Tennis is a fickle game. The game can put a lot of wear and tear on a body, and for the most part, players historically have had to give up the top levels of the game in the early 30s. Now, there have been some exceptions to the rule – Andre Agassi and Jimmy Conners come to mind historically – but when a player’s body starts to break down on them, it is very difficult to regain past form. This is the conundrum facing Andy Murray today, and it is hard to say if he’ll ever make it back to top form.
The workout machine
These days, athletes are working just as hard off their court or field as they do on their actual skills in the game they play. This was definitely the case with Andy Murray, and the results were obvious. He had been putting in hours of off-court training to focus on both his endurance and his strength. The game of tennis has changed dramatically over the years, and while it is still a game that focuses on angles and speed, power and endurance have become a key factor in being a winning player.
Just have a look at matches being played at the Grand Slam level – they are now stretching regularly into the 4 hours mark, and playing at that level for that length of time requires a significant amount of energy.
The Ultimate goal was reached
For Murray, there were clear goals he wanted to reach. When the Big Three were dominating tennis in the 2000s, Murray was a distant 4th. He didn’t slow down – on the contrary, he went back to the gym, and figured out a way to get his fitness to a level to compete with the likes of Federer, Nadal, and Djokovic. The carrot being dangled in front of him was becoming a national hero in the UK.
HE achieved this two times over, first by winning the Olympic Gold Medal in Men’s Tennis at the 2012 Summer Olympics in London. This was followed by a triumph at the 2013 Wimbledon Championships. The combination of these two wins secured Murray’s legacy in the sport and in his country. He would go on to take the Number 1 ranking for a period of time and made the Big Three a Big Four.
The effort clearly took its toll.
While the accomplishments made by Murray in the 2012 and 2013 campaigns are nothing to sneeze at, his body could not possibly take that kind of pounding for a long time. In fact, all of the top four players in the world have sustained significant injuries. The difference between Murray and the rest is how much he has to rely on his off-court training.
The other three all have a level of natural talent that outshines that of Murray, so even when they don’t feel 100% physically, they are able to draw on that talent to win matches. It is clear having watched Murray in the last couple of years that he can’t compete on skill alone, and his results have shown this. In 2018, he was barely making it through matches against lower ranked opponents, not coming at all close to his form of the years previous.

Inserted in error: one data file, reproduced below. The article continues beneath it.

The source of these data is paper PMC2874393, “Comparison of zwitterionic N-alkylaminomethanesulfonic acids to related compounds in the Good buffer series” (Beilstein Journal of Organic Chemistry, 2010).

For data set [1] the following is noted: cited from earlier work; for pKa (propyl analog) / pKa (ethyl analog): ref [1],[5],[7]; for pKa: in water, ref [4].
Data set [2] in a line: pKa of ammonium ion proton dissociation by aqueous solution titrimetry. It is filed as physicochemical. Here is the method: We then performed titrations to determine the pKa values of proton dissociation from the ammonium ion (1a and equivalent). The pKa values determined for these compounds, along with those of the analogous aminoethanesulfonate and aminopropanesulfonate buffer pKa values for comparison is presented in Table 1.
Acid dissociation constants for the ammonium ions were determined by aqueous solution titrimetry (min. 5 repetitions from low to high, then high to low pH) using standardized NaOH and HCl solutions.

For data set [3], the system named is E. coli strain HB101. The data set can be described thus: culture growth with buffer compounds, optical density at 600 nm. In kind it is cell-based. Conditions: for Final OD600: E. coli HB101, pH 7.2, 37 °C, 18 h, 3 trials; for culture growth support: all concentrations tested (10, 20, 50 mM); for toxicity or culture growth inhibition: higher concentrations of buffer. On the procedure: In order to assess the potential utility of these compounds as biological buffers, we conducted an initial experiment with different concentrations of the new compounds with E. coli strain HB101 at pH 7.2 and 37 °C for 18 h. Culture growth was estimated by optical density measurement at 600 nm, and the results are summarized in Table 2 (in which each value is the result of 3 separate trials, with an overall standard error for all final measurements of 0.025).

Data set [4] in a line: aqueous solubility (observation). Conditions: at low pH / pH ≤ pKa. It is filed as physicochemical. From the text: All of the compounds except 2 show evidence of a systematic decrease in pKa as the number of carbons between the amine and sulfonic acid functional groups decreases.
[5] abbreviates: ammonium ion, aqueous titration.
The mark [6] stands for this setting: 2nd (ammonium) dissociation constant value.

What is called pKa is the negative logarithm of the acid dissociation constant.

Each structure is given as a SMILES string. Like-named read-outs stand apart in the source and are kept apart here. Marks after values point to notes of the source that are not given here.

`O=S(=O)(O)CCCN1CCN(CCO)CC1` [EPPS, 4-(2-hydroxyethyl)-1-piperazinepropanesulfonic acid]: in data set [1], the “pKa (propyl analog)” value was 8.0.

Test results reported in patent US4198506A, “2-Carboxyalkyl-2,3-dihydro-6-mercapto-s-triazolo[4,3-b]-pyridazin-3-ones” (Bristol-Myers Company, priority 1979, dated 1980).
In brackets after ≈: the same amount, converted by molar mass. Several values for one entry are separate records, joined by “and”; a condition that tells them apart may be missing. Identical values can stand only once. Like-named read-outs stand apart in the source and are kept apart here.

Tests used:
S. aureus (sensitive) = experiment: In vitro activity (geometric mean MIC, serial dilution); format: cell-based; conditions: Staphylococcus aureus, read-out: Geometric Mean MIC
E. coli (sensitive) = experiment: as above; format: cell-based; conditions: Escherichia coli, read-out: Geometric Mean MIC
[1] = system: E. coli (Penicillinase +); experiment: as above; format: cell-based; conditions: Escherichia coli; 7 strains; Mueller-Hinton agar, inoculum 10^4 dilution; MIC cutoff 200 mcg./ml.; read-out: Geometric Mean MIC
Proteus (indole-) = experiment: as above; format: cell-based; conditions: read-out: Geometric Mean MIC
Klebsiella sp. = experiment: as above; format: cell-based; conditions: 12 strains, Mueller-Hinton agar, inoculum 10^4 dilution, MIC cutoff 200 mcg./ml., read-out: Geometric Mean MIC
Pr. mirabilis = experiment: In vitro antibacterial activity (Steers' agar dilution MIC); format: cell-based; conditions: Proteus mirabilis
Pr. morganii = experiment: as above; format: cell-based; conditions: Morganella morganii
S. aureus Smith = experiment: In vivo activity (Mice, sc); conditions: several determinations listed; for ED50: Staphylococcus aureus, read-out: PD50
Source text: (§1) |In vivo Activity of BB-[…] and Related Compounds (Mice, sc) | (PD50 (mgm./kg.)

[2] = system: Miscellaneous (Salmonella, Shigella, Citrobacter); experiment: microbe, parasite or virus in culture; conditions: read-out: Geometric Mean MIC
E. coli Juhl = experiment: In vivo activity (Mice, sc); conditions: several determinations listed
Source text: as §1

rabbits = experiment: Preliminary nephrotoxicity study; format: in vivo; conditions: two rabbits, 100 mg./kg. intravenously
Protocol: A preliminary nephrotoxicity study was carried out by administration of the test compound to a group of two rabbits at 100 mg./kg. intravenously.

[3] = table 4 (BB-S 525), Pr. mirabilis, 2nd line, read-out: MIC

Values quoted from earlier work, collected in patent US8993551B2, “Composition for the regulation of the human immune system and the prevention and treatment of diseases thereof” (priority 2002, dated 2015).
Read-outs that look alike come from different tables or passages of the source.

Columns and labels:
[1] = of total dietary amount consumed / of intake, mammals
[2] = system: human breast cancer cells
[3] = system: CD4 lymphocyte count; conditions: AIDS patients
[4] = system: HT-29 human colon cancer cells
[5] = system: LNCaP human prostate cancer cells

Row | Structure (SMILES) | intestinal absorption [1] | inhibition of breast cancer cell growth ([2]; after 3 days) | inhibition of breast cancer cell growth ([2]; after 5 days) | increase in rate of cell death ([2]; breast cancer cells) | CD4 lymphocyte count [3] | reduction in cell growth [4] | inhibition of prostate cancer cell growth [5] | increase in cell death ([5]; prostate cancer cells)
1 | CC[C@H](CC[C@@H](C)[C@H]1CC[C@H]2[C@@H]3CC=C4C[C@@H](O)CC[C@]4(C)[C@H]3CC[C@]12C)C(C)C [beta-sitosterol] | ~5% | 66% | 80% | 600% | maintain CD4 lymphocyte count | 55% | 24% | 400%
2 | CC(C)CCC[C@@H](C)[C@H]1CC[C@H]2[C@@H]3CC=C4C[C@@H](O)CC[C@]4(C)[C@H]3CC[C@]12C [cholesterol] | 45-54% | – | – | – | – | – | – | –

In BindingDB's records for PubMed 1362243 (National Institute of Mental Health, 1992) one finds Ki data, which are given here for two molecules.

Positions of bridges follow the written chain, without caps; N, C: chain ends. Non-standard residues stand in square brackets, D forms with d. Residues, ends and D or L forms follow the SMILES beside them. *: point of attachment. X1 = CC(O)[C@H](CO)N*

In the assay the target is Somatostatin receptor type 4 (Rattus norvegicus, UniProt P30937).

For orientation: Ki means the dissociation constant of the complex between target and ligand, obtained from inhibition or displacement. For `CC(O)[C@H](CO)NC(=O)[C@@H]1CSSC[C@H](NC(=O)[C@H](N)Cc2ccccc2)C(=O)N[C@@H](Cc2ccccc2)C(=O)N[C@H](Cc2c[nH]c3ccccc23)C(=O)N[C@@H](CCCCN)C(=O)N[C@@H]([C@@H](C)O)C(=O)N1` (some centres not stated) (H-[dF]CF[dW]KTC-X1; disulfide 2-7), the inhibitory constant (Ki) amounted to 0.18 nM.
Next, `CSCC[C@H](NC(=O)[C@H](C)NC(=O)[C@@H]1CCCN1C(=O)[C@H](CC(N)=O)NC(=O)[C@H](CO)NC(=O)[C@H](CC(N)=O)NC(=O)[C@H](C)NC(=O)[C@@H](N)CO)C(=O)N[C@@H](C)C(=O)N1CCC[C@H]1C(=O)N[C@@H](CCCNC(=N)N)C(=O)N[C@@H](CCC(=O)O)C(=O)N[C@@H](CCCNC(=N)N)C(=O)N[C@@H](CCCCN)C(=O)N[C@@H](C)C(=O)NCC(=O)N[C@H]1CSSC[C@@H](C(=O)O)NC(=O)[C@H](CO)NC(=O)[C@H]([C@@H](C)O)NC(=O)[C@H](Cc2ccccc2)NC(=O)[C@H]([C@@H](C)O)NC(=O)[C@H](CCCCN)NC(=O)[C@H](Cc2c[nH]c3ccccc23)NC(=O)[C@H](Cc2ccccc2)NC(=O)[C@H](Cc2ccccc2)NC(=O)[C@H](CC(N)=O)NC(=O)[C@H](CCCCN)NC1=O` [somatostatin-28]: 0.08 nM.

There is a glimmer of hope
Murray has been showing signs of improving, having a few decent matches throughout the summer and into the fall. However, he decided it was time to shut down his season after an early round loss in September. This means we won’t likely see Murray playing before the warmup tournaments in advance of the Australian Open. The sportsbooks clearly believe that a healthy Murray is still a viable threat – a quick scan shows most books have him listed with the fourth best odds of being the champion.
Now, there are many factors that could affect a bet on Murray. The first is his ranking – he is currently ranked 262 in the world. The odds are that he will receive a wildcard entry to play the event if he is able to compete. However, the tournament does not use arbitrary seeding like Wimbledon so he will come in as an unseeded player. This means he could end up facing one of the top-ranked players early in the event, which will make his road even more difficult.
The other factor that will play into Murray’s potential result in Australia would be the weather. IT is notoriously hot during the event, and without the benefit of lots of match play, it is expected that Murray’s physical conditioning will also be challenged. While the sportsbooks see it differently, we think there is a good chance we won’t see Andy Murray ever reaching the heights he once did.